International cooperation: combating global poverty and crises

Every four years, the Federal Council presents the international cooperation (IC) strategy to Parliament. With the 2021–24 strategy period drawing to a close, it is time to take stock and learn lessons for the coming period. The offices involved – the Swiss Agency for Development and Cooperation (SDC), the State Secretariat for Economic Affairs (SECO) and the Peace and Human Rights Division (PHRD) – do this in the accountability report.

A woman in an orange sari harvesting fresh, green vegetables in an otherwise dry area. Solar panels can be seen in the background.

Switzerland's international cooperation combines sustainable economic and human development with peace and governance issues. © Nabin Baral/IWMI

Swiss IC had set itself four objectives:

  1. Economic development; 
  2. Environment; 
  3. Human development; 
  4. Peacebuilding and governance. 

By consistently pursuing these goals, it helped to improve the lives of millions of people.

Multiple crises affected the strategy's implementation, including the COVID-19 pandemic and the war in Ukraine. Agility was therefore at a premium. Urgently needed assistance had to be provided without losing sight of the long-term goals.

A combination of humanitarian aid, development cooperation and peacebuilding was necessary, not only to manage the crises but also to support positive long-term changes.

In terms of practical implementation, i.e. the choice of projects and partnerships, the IC Strategy 2021–24 was explicitly oriented towards three strategic criteria for the first time: the needs of populations, Swiss interests and the added value of Swiss IC. Swiss IC should not only focus on what it does particularly well, but also be active where it is most effective. The continued focus on priority regions was also guided by this idea.

Selected results of international cooperation (2020–22)

  • 510,000 jobs created, maintained or improved
  • 16.2 million people supported with climate change adaptation and 69 million tonnes of CO2 emissions avoided
  • Emergency relief supplied through the Swiss Humanitarian Aid Unit in Ukraine, Turkey and northern Syria, Haiti and Sudan, and assistance provided with reconstruction after floods in Pakistan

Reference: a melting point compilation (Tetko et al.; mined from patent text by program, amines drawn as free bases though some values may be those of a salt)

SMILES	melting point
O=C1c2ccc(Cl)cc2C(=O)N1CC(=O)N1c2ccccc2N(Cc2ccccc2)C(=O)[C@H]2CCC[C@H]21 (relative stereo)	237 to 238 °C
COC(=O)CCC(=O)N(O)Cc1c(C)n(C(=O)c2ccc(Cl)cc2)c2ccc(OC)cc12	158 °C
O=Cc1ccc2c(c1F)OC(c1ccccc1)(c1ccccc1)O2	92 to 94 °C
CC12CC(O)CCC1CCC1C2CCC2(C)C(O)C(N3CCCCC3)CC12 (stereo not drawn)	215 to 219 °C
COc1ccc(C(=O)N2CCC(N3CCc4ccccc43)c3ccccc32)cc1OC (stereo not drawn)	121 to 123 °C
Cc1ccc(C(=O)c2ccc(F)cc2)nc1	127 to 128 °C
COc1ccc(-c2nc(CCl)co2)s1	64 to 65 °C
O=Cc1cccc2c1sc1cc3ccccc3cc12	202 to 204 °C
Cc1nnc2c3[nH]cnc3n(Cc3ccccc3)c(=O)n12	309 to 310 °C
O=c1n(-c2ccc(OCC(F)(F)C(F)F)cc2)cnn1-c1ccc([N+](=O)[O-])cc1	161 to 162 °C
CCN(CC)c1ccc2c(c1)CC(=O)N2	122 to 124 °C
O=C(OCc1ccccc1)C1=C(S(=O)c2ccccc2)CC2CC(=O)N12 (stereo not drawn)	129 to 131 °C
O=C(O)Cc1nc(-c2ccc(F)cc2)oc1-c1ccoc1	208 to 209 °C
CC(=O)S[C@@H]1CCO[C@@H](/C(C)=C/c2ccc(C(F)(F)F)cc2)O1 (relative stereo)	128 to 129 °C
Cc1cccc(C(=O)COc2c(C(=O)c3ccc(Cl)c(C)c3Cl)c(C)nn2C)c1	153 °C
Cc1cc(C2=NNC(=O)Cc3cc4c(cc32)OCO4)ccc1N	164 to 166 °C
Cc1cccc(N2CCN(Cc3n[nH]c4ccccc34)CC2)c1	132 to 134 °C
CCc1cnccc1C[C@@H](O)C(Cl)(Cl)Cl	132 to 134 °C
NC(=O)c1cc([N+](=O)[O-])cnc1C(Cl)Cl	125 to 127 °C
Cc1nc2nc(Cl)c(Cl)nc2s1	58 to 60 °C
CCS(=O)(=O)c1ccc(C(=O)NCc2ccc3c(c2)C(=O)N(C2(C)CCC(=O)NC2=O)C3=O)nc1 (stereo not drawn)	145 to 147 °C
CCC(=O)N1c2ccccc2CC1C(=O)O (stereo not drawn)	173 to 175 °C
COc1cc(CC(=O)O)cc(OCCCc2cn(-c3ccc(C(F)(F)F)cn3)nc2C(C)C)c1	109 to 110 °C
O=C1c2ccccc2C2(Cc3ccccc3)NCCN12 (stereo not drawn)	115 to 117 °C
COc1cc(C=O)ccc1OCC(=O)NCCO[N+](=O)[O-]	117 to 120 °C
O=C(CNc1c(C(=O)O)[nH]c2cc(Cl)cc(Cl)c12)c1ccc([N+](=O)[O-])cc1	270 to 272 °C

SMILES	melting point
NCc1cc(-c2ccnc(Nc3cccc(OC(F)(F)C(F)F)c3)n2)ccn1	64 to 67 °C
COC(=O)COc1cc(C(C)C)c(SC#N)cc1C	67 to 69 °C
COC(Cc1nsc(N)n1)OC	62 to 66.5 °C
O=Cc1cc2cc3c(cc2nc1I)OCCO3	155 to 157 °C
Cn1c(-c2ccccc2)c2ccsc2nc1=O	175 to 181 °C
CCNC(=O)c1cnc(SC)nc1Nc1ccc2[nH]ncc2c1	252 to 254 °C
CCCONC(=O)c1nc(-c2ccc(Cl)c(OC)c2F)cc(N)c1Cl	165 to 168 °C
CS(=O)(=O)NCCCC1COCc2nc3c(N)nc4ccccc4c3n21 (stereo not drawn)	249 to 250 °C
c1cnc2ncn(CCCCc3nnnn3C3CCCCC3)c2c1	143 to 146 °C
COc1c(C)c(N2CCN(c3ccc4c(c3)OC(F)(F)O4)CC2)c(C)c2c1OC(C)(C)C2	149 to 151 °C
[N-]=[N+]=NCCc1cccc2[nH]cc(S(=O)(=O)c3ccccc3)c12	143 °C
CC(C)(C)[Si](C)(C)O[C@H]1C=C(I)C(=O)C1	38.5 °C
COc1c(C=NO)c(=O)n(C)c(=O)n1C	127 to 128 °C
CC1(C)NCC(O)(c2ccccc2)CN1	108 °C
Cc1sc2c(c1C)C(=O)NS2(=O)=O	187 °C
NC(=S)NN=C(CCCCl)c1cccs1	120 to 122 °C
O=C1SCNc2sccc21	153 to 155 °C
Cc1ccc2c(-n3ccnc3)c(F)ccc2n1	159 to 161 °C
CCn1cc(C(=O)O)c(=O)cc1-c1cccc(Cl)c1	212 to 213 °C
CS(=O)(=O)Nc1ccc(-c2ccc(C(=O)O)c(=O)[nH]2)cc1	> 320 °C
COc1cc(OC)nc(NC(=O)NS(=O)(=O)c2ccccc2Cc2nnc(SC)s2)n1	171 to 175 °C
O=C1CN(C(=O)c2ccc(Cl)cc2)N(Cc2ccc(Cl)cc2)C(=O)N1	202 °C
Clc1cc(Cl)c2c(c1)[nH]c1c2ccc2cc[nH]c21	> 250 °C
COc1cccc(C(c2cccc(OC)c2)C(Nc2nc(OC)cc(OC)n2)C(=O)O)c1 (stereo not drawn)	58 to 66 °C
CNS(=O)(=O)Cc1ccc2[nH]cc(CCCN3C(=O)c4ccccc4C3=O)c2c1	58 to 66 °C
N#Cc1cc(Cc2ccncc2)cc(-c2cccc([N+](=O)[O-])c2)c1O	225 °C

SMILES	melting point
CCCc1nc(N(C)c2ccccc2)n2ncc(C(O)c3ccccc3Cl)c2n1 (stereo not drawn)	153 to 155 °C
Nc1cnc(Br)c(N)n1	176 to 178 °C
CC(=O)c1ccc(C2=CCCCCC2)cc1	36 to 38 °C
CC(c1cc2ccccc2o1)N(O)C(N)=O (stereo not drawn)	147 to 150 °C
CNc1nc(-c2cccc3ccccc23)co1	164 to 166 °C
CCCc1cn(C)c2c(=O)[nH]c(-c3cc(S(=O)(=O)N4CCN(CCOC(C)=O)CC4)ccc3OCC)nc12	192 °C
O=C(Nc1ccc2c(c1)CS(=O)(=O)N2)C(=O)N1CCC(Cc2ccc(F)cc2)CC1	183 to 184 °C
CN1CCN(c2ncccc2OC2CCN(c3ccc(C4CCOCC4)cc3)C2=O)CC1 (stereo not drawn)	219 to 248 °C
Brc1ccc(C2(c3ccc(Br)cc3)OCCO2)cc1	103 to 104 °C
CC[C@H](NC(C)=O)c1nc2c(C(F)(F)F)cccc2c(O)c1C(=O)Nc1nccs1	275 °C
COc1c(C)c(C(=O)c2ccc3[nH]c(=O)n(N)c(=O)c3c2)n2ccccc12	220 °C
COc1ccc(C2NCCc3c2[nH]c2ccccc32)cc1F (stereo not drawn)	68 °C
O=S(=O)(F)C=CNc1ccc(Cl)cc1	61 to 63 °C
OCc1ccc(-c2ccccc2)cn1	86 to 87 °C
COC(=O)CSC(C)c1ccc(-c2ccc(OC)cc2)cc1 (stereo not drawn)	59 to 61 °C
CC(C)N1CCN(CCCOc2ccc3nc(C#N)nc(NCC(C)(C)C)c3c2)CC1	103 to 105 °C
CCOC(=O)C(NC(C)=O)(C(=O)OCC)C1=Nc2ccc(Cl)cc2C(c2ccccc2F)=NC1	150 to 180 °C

• Global Alliance for the Missing launched in partnership with the ICRC. Chaired by Switzerland and Mexico, this alliance now comprises 12 member states on five continents. Thanks to its efforts, 13 people every day are reunited with their families.
Eine indonesische Näharbeiterin mit Covid-Maske in einer modernen Produktionsstätte.
Better Work Indonesia improves working conditions and productivity in the clothing industry. Despite the successes achieved, challenges remain.
Drei Forscher entnehmen in einem verschneiten Berggebiet Eisproben.
Scientific data plays a key role in tackling the damage caused by climate change in mountain regions. The SDC promotes data collection and analysis.
A hand holds a life-saving white pill between index finger and thumb.
People are dying due to a lack of medicines for deadly diseases. The SDC is addressing this issue in partnership with the pharmaceutical industry, state institutions and civil society.
Claude Wild, ehemaliger Botschafter in der Ukraine, übergibt dem «State Forensic Scientific Research Center» in Kiew Material für die Durchführung von DNA-Analysen.
The search for and identification of missing persons creates conditions for conflict resolution and lasting peace. The PHRD contributes to it.

Conclusions for 2021–24

Thanks to its expertise, strong local presence and international networking, the strategy proved effective overall. The 2025–28 strategy will be adapted to new requirements, while continuing along the same broad lines.

The following lessons have been incorporated into the development of the next IC strategy:

  • Implementing the 2030 Agenda requires more resources and targeted expertise. Mobilisation of the private sector plays an increasingly important role here. Partnerships in this area will be further expanded.
  • Both the number of fragile contexts and the duration of humanitarian crises are increasing. In order to provide more effective and sustainable aid in these situations, the instruments of humanitarian aid and development cooperation must increasingly be considered together.
  • Local actors are on the ground before, during and after a project. Strengthening them is a way to make IC more sustainable. At the same time, it is important to continue working towards the efficient functioning of multilateral organisations and development banks.

Allocation of funds within the five credits

The message on the International Cooperation Strategy 2021-2024 provided the SDC, SECO and AFM with five credits totalling CHF 11.25 billion and an indicative allocation to themes, modalities or regions. The crises and conflicts of recent years have required numerous programme adjustments with significant financial implications. Nevertheless, after three years it is clear that the majority of the specifications have been met.

Further information

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